If rocking chairs could speak, I bet they would have a lot to say. When selecting a title for Once Upon a Rocking Chair, I was drawn to the idea of using a rocking chair as the play’s central image.
“The place was a wilderness of autumn gold and purple and violet blue and flaming scarlet on every side were sheaves of late lilies standing together–lilies which were white or white and ruby…Late roses climbed and hung and clustered and the sunshine deepening the hue of the yellowing trees made one feel that one stood in an empowered temple of gold.” The Secret Garden, Frances Hodgson Burnett.
When I was I was sixteen I went to England for the first time, staying with different host families a few hours outside of London. I remember the gardens. Even a small yard was filled with rows of diverse colour, separated by narrow, meandering walking paths. It was such a contrast to the concrete and brick and asphalt dominating the front of the homes. I had never been in gardens that transported me beyond time and place before. The gardens offered magic and peace and escape–a refuge calming my fear of being away from home without my parents for the first time. This was when I learned that gardens were special.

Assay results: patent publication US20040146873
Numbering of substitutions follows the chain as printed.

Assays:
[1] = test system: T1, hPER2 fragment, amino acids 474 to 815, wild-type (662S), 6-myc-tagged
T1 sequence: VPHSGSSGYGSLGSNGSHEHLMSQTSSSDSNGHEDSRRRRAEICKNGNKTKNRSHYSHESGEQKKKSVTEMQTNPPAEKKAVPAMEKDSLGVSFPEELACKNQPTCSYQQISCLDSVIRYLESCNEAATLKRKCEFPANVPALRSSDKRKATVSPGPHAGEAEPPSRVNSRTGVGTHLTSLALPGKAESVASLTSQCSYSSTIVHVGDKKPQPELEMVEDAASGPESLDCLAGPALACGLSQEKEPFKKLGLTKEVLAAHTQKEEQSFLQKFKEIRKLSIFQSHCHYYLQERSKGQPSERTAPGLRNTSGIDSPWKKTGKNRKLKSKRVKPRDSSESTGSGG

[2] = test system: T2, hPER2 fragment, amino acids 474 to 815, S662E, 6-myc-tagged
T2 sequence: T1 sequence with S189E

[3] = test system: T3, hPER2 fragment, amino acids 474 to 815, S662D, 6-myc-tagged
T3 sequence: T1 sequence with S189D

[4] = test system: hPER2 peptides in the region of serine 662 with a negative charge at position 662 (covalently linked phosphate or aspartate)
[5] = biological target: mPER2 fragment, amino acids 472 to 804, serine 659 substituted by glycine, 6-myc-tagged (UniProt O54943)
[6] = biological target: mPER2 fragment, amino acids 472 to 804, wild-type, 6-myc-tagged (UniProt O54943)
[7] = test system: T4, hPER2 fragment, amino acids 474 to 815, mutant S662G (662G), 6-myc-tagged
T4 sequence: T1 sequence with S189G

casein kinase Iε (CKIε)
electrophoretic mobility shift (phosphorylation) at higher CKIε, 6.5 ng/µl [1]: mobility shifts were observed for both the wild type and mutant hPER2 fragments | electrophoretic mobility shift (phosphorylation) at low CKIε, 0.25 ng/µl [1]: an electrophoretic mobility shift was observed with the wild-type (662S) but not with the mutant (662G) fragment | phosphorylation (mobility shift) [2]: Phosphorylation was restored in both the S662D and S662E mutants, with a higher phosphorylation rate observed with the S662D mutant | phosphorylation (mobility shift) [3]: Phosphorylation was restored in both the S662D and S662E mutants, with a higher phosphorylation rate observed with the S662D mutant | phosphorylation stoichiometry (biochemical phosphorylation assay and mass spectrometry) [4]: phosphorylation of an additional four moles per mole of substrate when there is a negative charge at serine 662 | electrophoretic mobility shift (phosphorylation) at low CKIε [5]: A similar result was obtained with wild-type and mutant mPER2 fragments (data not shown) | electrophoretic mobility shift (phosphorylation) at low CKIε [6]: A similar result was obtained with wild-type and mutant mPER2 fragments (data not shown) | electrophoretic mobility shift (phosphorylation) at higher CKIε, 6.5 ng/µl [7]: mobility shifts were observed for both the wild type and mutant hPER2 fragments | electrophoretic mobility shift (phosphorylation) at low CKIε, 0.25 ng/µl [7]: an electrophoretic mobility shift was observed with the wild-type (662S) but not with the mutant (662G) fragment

To celebrate the anniversary of the launch of The Writing Spiral: Learning as a Writer I’ve decided to read the book on audio as a podcast.
Learning is a process with two key phases: action and reflection.
We have an experience, we reflect on the experience, we expand our understanding by making new connections, and then we act, trying something new with the learning. Teachers describe this as instruction and assessment. Instruction is the action, the doing, the experience. Assessment is reflecting on the impact of the learning on the self or the student.
It’s time. I’m ready. I want to take the lid off learning. My learning. And I want to do it so that you might feel brave enough to take the lid off your learning too. Are you in? Shall we do it together?